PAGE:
13 August 2010

Aristotle, the church, and vegetables

I never quite understood why Aristotle, out of all ancient philosophers, was Christianity's favorite child. It is said that Aristotle was widely read and taught by Christian theologians and that his works greatly influenced Orthodoxy and Catholicism alike.

I think that the theologians who studied Aristotle never bothered to study his works too carefully; or that they skipped the parts they didn't like.

I am referring, in particular, to several paragraphs in Aristotle's Metaphysics (Book 4) where an argument is made about those who cannot understand that we cannot claim that something and the negation of it are simultaneously true.

Aristotle writes:
εἰσὶ δέ τινες οἵ, καθάπερ εἴπομεν, αὐτοί τε ἐνδέχεσθαί φασι τὸ αὐτὸ εἶναι καὶ μὴ εἶναι,  καὶ ὑπολαμβάνειν οὕτως. (There are some who, as we said, assert that it is possible for the same thing to be and not to be, and they accept this.)
And concludes:
ὅμοιος γὰρ φυτῷ ὁ τοιοῦτος ᾗ τοιοῦτος ἤδη. (Any such person is therefore no better than a vegetable.)
When you tell religious people that there are contradictions in their arguments, in their statements, in the way they behave, in the things they believe, in their sacred texts..., they reach a point when deus ex machina comes to save them: this is due to “faith”, to “mystery”, to something that I cannot understand because I don't believe what they believe. (How could I? Even if I was willing to believe blindly, whose belief should I espouse? Well, it is a mystery...)

Daniel Dennet uses this Aristotelian quote to make a point:
All parties to a reasonable conversation have to agree at the outset to set aside any trump cards their religion commends. So what if the Bible, or the Quran, says something? Since not everybody accepts that these texts are infallible, citing them as if they were is just rude.
Those who believe that their holy texts are infallible have a tough task ahead of them: convincing the rest of us, point by point, that they are right, starting from common ground.
Indeed, they have to. Otherwise, I can, using their argument, claim that a scribbling done by Kanzi (the famous bonobo ape) is, according to my belief, sacred, and proves whatever I want to prove.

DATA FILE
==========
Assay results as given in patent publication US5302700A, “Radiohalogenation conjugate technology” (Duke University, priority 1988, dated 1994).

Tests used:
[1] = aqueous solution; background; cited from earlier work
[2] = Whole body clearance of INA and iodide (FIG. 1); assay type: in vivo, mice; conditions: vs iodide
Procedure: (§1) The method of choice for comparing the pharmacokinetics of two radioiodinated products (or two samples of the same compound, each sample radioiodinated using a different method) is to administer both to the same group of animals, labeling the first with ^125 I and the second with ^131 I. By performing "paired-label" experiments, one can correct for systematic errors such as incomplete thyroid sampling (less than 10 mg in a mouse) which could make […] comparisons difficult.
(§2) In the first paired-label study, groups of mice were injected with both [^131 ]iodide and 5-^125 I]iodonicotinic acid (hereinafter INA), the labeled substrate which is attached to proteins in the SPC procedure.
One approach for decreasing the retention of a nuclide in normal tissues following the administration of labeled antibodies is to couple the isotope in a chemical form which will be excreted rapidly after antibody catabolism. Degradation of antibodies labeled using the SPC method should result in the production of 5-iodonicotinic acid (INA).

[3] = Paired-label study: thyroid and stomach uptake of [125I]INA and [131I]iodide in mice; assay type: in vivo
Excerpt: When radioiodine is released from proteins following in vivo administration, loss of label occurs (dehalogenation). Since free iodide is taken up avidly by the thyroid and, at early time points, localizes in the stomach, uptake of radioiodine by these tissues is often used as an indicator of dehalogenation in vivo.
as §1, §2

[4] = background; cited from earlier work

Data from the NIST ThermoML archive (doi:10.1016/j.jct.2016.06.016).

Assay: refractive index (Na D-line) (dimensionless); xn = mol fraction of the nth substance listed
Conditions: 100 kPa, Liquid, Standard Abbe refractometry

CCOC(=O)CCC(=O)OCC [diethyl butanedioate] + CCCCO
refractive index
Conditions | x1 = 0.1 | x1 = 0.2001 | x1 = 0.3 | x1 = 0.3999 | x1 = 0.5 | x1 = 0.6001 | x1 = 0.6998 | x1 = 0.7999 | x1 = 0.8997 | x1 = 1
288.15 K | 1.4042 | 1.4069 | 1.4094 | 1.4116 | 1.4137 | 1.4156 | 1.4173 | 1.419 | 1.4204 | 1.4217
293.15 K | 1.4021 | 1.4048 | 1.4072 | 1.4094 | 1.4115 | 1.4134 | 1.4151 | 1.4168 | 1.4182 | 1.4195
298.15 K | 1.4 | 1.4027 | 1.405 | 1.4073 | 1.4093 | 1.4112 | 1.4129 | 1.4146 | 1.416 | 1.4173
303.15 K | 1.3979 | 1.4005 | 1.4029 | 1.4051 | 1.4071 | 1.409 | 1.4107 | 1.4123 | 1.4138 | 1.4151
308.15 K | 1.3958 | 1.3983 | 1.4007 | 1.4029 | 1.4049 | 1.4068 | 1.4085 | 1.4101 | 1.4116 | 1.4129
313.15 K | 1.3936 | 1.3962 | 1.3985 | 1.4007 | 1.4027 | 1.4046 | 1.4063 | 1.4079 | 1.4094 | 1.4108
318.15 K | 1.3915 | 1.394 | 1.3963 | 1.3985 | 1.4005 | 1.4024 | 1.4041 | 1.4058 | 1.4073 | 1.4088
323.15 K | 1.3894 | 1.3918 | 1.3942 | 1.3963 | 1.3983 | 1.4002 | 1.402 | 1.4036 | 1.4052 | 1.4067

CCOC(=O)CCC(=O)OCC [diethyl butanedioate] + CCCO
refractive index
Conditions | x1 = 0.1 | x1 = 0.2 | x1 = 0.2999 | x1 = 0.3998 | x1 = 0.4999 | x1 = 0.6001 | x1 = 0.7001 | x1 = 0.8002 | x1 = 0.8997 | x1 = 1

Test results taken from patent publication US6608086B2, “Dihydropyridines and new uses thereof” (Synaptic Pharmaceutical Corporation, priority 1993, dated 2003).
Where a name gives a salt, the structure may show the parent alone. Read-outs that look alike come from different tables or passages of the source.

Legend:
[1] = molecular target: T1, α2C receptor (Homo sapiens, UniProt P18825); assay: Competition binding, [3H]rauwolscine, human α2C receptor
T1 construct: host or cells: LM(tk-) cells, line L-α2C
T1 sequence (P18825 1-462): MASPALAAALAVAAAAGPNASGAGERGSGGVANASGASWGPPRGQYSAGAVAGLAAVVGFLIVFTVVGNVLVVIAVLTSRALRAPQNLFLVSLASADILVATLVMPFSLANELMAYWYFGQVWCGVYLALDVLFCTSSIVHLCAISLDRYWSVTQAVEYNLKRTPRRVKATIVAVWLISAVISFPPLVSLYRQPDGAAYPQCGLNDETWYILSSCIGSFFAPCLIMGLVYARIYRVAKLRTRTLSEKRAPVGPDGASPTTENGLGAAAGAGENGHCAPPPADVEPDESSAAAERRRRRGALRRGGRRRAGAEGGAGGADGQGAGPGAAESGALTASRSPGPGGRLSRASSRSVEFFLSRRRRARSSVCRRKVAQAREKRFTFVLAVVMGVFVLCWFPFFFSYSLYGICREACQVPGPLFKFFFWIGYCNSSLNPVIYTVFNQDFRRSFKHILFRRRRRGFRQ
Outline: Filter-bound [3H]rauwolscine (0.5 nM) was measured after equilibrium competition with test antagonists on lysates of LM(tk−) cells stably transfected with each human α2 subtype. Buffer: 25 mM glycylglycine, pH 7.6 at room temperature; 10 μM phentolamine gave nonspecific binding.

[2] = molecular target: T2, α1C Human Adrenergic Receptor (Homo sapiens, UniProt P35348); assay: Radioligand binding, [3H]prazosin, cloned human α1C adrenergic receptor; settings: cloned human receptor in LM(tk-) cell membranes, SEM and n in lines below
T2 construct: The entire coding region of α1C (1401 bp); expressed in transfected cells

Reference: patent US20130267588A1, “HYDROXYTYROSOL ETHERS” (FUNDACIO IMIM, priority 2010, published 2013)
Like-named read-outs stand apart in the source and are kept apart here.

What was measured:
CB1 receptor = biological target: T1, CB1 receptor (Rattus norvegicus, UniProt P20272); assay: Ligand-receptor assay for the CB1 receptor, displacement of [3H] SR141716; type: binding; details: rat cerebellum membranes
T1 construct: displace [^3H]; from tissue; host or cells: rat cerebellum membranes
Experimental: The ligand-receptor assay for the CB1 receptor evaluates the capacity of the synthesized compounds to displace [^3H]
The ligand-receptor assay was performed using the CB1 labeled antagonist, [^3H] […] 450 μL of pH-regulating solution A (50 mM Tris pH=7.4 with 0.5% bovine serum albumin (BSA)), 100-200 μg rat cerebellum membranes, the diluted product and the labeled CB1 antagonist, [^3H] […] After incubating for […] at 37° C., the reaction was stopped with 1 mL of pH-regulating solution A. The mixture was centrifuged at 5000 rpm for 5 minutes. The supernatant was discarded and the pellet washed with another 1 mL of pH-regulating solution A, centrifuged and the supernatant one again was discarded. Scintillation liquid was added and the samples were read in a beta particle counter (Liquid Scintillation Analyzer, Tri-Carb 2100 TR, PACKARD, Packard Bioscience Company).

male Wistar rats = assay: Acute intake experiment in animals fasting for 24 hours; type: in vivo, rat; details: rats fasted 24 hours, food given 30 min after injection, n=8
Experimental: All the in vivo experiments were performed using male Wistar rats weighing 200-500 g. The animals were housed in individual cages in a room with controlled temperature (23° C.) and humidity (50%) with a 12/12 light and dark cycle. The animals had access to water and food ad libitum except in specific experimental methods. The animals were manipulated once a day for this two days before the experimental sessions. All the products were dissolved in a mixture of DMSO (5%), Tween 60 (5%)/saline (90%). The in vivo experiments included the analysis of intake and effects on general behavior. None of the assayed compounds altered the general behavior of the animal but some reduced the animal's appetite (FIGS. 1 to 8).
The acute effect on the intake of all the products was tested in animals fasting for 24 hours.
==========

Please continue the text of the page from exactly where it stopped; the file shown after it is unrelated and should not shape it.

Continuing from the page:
Dennet concludes:

People whose religion does not permit them to engage in such open-minded discourse are in an important sense disabled: They may be the nicest people in the world, but they are incompetent participants in an open forum, and must be excused. Perhaps somebody else can be found to take on the task of representing their point of view while abiding by the basic rules of inquiry.
I agree. They are nice guys and gals, I've met many of them and share many common interests, values and passions. But they better get someone else to argue for them. (And good luck in finding this person...)

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What measure theory is about

It's about counting, but when things get too large.
Put otherwise, it's about addition of positive numbers, but when these numbers are far too many.

The principle of dynamic programming

max_{x,y} [f(x) + g(x,y)] = max_x [f(x) + max_y g(x,y)]

The bottom line

Nuestras horas son minutos cuando esperamos saber y siglos cuando sabemos lo que se puede aprender.
(Our hours are minutes when we wait to learn and centuries when we know what is to be learnt.) --António Machado

Αγεωμέτρητος μηδείς εισίτω.
(Those who do not know geometry may not enter.) --Plato

Sapere Aude! Habe Muth, dich deines eigenen Verstandes zu bedienen!
(Dare to know! Have courage to use your own reason!) --Kant